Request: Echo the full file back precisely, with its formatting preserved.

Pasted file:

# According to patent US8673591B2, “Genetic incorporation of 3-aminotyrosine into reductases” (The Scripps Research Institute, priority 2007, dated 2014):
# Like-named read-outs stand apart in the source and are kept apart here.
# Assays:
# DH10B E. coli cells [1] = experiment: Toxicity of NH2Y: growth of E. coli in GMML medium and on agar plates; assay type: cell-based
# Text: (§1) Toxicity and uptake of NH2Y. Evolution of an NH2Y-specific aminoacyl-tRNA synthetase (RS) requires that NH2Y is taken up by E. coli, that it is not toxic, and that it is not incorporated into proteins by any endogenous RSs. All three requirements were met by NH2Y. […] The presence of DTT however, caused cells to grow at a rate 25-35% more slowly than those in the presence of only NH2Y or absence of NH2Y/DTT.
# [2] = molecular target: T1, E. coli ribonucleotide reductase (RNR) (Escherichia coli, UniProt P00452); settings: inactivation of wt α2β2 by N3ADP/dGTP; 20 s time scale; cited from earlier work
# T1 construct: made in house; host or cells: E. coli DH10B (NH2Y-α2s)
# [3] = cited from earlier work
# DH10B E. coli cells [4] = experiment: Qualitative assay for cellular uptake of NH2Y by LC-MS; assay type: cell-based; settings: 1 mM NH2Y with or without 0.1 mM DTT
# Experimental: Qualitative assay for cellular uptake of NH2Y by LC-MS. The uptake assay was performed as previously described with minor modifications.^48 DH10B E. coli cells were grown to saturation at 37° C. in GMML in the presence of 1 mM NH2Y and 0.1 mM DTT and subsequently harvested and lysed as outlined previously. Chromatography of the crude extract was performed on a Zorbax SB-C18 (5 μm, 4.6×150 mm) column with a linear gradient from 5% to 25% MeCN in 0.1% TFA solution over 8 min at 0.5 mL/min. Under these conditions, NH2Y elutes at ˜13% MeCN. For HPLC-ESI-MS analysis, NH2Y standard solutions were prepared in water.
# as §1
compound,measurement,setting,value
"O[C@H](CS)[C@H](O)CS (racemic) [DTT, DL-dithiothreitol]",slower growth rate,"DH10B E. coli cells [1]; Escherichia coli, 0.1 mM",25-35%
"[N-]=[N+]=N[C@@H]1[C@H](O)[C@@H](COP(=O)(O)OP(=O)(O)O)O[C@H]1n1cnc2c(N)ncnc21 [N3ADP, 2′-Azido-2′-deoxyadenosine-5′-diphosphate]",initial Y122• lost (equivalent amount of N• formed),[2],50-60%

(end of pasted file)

# According to patent US8673591B2, “Genetic incorporation of 3-aminotyrosine into reductases” (The Scripps Research Institute, priority 2007, dated 2014):
# Like-named read-outs stand apart in the source and are kept apart here.
# Assays:
# DH10B E. coli cells [1] = experiment: Toxicity of NH2Y: growth of E. coli in GMML medium and on agar plates; assay type: cell-based
# Text: (§1) Toxicity and uptake of NH2Y. Evolution of an NH2Y-specific aminoacyl-tRNA synthetase (RS) requires that NH2Y is taken up by E. coli, that it is not toxic, and that it is not incorporated into proteins by any endogenous RSs. All three requirements were met by NH2Y. […] The presence of DTT however, caused cells to grow at a rate 25-35% more slowly than those in the presence of only NH2Y or absence of NH2Y/DTT.
# [2] = molecular target: T1, E. coli ribonucleotide reductase (RNR) (Escherichia coli, UniProt P00452); settings: inactivation of wt α2β2 by N3ADP/dGTP; 20 s time scale; cited from earlier work
# T1 construct: made in house; host or cells: E. coli DH10B (NH2Y-α2s)
# [3] = cited from earlier work
# DH10B E. coli cells [4] = experiment: Qualitative assay for cellular uptake of NH2Y by LC-MS; assay type: cell-based; settings: 1 mM NH2Y with or without 0.1 mM DTT
# Experimental: Qualitative assay for cellular uptake of NH2Y by LC-MS. The uptake assay was performed as previously described with minor modifications.^48 DH10B E. coli cells were grown to saturation at 37° C. in GMML in the presence of 1 mM NH2Y and 0.1 mM DTT and subsequently harvested and lysed as outlined previously. Chromatography of the crude extract was performed on a Zorbax SB-C18 (5 μm, 4.6×150 mm) column with a linear gradient from 5% to 25% MeCN in 0.1% TFA solution over 8 min at 0.5 mL/min. Under these conditions, NH2Y elutes at ˜13% MeCN. For HPLC-ESI-MS analysis, NH2Y standard solutions were prepared in water.
# as §1
compound,measurement,setting,value
"O[C@H](CS)[C@H](O)CS (racemic) [DTT, DL-dithiothreitol]",slower growth rate,"DH10B E. coli cells [1]; Escherichia coli, 0.1 mM",25-35%
"[N-]=[N+]=N[C@@H]1[C@H](O)[C@@H](COP(=O)(O)OP(=O)(O)O)O[C@H]1n1cnc2c(N)ncnc21 [N3ADP, 2′-Azido-2′-deoxyadenosine-5′-diphosphate]",initial Y122• lost (equivalent amount of N• formed),[2],50-60%